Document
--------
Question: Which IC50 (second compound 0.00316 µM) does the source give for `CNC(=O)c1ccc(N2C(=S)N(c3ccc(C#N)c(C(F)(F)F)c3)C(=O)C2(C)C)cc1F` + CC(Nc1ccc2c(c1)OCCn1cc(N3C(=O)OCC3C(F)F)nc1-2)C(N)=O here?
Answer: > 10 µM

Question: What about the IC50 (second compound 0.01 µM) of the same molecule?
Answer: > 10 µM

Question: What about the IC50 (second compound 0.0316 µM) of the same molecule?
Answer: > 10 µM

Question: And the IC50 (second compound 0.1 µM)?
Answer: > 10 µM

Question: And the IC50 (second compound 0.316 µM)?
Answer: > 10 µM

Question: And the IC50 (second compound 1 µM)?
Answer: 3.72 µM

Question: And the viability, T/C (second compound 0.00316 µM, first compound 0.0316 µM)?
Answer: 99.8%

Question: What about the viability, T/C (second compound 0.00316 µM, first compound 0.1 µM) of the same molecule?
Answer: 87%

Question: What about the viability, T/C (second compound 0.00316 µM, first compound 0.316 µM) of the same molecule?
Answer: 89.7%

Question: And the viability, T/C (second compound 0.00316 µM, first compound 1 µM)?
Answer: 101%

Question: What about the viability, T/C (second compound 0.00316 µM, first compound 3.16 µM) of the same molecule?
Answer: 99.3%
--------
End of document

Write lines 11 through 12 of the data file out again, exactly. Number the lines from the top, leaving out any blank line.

Question: And the IC50 (second compound 1 µM)?
Answer: 3.72 µM